There aren’t any holes in the Universe at all. What actually exists is far more interesting.
Somewhere, far away, if you believe what you read, there’s a hole in the Universe. There’s a region of space so large and empty, a billion light-years across, that there’s nothing in it at all. There’s no matter of any type, normal or dark, and no stars, galaxies, plasma, gas, dust, black holes, or anything else. There’s no radiation in there at all, either. It’s an example of truly empty space, and its existence has been visually captured by our greatest telescopes.
At least, that’s what some people are saying, in a photographic meme that’s been spreading around the internet for years and refuses to die. Scientifically, though, there’s nothing true about these assertions at all. There is no hole in the Universe; the closest we have are the underdense regions known as cosmic voids, which still contain matter. Moreover, this image isn’t a void or hole at all, but a cloud of gas. Let’s do the detective work to show you what’s really going on.
The first thing you should notice, when you take a look at this image, is that the points of light you see here are numerous, of varying brightnesses, and come in a variety of colors. The brighter ones have diffraction spikes, indicating that they’re point-like (rather than extended) sources. And the black cloud that appears is clearly in the foreground of all of them, blocking all of the background light in the center but only a portion of the light at the outskirts, allowing some of the light to stream through.
These light sources cannot be objects billions of light-years away; they are stars within our own Milky Way galaxy, which itself is only around 100,000 light-years across. Therefore, this light-blocking object has to be closer than those stars are, and has to be relatively small if it’s so nearby. It cannot be a great void in the Universe.
In fact, this is a cloud of gas and dust that’s a mere 500 light-years away: a dark nebula known as Barnard 68. Over 100 years ago, the astronomer E. E. Barnard surveyed the night sky, looking for regions of space where there was a dearth of light silhouetted against the steady background of the Milky Way’s stars. These “dark nebulae,” as they were originally called, are now known to be molecular clouds of neutral gas, and are sometimes also known as Bok globules.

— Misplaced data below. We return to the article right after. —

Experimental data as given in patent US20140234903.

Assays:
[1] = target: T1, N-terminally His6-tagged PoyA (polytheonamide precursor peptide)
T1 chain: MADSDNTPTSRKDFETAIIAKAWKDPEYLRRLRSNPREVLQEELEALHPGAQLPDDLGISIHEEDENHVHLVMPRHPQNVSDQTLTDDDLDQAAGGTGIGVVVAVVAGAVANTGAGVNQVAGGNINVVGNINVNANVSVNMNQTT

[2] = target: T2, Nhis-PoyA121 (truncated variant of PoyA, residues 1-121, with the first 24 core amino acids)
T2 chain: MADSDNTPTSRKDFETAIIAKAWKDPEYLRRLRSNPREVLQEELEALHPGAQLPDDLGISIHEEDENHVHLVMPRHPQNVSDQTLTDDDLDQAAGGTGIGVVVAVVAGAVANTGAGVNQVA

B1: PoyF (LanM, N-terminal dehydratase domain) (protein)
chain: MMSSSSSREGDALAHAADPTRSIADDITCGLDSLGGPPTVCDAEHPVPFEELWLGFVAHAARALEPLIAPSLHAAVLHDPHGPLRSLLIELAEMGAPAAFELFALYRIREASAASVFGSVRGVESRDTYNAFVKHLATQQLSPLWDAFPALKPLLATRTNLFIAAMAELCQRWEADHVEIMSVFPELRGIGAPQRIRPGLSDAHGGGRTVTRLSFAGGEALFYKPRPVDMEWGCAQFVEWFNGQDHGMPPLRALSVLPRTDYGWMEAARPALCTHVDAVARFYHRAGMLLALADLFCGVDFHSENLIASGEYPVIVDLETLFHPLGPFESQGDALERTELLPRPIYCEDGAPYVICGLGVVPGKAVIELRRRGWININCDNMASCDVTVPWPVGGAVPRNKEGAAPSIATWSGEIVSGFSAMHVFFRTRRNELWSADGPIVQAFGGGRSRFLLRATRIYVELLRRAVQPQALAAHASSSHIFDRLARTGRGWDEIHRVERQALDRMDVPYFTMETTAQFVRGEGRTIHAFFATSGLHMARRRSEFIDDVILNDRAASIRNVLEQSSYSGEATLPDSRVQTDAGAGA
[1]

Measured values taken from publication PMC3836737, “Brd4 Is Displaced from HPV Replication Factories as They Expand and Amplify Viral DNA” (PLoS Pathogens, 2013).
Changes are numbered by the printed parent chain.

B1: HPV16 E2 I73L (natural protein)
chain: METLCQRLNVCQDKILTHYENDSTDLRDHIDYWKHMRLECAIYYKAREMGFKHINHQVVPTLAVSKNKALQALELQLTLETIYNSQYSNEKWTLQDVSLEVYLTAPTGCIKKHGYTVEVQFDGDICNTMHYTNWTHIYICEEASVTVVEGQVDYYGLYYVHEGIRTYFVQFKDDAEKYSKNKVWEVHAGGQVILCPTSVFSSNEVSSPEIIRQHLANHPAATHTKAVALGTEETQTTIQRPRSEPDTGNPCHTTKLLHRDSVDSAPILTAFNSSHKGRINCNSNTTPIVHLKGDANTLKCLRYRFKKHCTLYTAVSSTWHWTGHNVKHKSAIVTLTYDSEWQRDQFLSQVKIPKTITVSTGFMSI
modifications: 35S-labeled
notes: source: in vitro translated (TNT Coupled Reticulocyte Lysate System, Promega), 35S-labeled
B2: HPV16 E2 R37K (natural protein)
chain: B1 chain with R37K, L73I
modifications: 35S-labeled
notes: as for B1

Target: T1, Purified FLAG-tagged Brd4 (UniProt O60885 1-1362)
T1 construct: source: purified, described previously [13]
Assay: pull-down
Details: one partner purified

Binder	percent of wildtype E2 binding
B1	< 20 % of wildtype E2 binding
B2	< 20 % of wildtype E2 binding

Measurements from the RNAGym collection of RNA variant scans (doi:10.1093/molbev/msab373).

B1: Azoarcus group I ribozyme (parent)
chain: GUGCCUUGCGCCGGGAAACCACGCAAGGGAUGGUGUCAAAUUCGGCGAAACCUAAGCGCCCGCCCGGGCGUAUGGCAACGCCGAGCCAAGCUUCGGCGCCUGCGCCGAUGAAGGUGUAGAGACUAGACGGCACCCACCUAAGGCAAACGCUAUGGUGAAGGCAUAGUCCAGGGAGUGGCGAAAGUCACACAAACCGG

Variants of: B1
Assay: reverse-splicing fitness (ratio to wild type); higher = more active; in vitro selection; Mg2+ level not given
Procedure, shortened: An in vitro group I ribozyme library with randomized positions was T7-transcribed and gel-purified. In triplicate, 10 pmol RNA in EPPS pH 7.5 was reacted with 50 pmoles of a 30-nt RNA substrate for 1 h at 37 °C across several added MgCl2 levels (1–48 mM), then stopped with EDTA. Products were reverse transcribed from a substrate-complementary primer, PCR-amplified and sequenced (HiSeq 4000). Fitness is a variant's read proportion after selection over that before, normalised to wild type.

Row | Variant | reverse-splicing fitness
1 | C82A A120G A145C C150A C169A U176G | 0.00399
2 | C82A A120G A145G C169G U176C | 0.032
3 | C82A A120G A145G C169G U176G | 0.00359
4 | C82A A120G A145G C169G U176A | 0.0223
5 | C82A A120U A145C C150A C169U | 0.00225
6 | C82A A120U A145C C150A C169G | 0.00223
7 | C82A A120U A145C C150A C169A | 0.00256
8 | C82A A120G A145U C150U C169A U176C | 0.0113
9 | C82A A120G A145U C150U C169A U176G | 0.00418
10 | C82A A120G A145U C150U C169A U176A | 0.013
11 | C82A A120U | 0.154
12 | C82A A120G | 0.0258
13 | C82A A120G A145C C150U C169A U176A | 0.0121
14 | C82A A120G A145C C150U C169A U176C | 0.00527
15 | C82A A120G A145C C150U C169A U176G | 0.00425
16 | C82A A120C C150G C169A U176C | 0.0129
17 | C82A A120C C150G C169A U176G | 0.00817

The one we’re considering here, Barnard 68, is relatively small and nearby:
- it’s located only 500 light-years away,
- it’s extremely low in mass, at just twice the mass of our Sun,
- and it’s quite small in extent, with a diameter of approximately half a light-year.
Above, you can see an image of Barnard 68, the same nebula, in the infrared portion of the spectrum. The particles that make up these dark nebulae are of a finite size, and that size is extremely good at absorbing visible light. But longer wavelengths of light, like infrared light, can pass right through them. In the infrared composite image, above, you can clearly see that this isn’t a void or a hole in the Universe at all, but just a cloud of gas that light can easily pass through. (If you’re willing to look at it properly.)
Bok globules are abundant throughout all gas-rich and dust-rich galaxies, and can be found in many different locations in our own Milky Way, from the dark clouds in the plane of the galaxy to the light-blocking clumps of matter found amidst star-forming and future-star-forming regions.
So if that’s what this image is actually showing, what about the idea behind the caption: that somewhere out there is an enormous void in the Universe, more than a billion light-years across, that contains no matter of any type and that emits no radiation of any type at all?
Well, there are indeed voids out there in the Universe, but they’re probably not the same as what you might think. If you were to take the Universe as it was when it began — as a nearly perfectly uniform sea of normal matter, dark matter and radiation — you’d be compelled to ask how it evolved into the Universe we see today. The answer, of course, involves gravitational attraction, the expansion of the Universe, radiation and gravitational collapse, star formation, feedback, and time.